ST. LOUIS, MO. (KNWA/KFTA) — Arkansas AAA Emergency Roadside Service crews experienced a record-breaking month as they responded to more than 7,000 stranded drivers in July.
“A perfect mixture of extreme heat, increased traffic, and older vehicles remaining on the roads made July one of the busiest months on record for breakdowns,” said AAA Missouri Vice President of Automotive Services Ray Posey. “While AAA is always ready to respond to roadside emergencies, a professional and thorough vehicle inspection can help reduce the chances of facing a serious breakdown on the side of the road.”
Arkansans should keep an emergency kit in their car with water, non-perishable food items, jumper cables, a flashlight with extra batteries, road flares or an emergency beacon, basic hand tools and a first aid kit, according to AAA.
Along with an emergency kit, drivers should take their vehicle to regular maintenance checks.
AAA Summer Maintenance Tips
With the high heat and car vibrations, it is helpful to ensure your battery is secured.
- Make sure your battery is securely mounted to minimize vibration.
- Clean any corrosive buildup from battery terminals and cable clamps, as heat can cause faster evaporation of battery fluid, which leads to corrosion.
- Ensure clamps are tight enough that they will not move.
- If a battery is more than three years old, it’s a good idea to have it tested by a trained technician to determine how much longer it will last.
- Park in the shade whenever possible, turn off lights, wipers, and unplug phone chargers and USB cables to prevent the unnecessary drain on the battery.
Cooling systems protect engines from overheating and should be flushed periodically, as recommended by the vehicle manufacturer.
- Between flushes, make sure the coolant is filled to the proper level by checking the overflow reservoir.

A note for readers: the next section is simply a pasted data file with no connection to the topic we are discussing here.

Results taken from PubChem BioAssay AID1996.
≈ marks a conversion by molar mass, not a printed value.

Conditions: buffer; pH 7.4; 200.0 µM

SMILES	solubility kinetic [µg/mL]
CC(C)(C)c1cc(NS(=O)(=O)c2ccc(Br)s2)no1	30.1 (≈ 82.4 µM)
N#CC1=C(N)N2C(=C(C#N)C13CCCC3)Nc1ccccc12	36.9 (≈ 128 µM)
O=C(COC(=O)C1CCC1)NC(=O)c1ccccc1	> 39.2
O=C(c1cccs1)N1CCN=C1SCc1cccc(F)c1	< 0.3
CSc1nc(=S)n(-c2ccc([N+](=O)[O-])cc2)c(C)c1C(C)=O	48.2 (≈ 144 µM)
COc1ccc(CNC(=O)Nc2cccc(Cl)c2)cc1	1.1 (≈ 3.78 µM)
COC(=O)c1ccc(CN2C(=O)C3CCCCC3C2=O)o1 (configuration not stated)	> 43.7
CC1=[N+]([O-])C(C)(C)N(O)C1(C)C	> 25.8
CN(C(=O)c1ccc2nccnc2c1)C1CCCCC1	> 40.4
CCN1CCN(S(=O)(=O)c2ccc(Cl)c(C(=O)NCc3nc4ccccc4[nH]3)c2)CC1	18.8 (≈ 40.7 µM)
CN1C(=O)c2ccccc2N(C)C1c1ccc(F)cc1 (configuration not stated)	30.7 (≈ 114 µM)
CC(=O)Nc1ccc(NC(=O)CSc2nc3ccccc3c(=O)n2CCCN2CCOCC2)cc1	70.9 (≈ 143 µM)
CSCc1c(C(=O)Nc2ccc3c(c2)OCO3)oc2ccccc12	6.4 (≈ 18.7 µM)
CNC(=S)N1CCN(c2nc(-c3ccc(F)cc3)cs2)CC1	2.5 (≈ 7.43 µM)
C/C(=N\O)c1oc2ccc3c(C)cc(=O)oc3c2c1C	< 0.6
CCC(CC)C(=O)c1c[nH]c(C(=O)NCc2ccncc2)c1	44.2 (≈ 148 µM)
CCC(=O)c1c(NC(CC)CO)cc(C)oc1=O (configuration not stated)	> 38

- If necessary, top off the reservoir with a 50/50 mix of water and the coolant type specified by the vehicle manufacturer.
- CAUTION! – Never remove the radiator cap when the engine is hot – boiling coolant under pressure could cause serious burns.
- Rubber cooling system components are susceptible to heat-related deterioration, so periodically inspect hoses and drive belts for cracking, soft spots or other signs of poor condition.
Just as driving on under-inflated tires is dangerous, over-inflated tires can cause uneven wear, reduce vehicle handling and make tires susceptible to road hazard damage.
- Check tire pressure often as tires lose pressure naturally (typically 1–3 psi per month) because a tire’s sidewall is permeable.
- Low tire pressure results in poor handling and braking, reduced gas mileage and excessive wear. So be sure to check your car’s tire pressure at least once a month—especially before a long trip.
- Check the tread depth. A tire’s ability to stop within a safe distance becomes compromised when its tread depth reaches 4/32 inches. An easy way to determine if a tire is worn out is to place an upside-down quarter (not a penny) in a tire tread. If you can see the top of Washington’s head, it’s time to replace the tire.
- Know the tire’s age. As the tire ages, its rubber becomes hard and brittle, losing elasticity and strength. Therefore, the older a tire, the higher the risk for failure. The age of your tire can be found by checking the last four DOT numbers stamped on a tire’s sidewall; for example, 0419 means the tire was manufactured in the fourth week of 2019. AAA recommends replacing any tire that’s six years old or older.
- For more tire safety tips, drivers can visit here.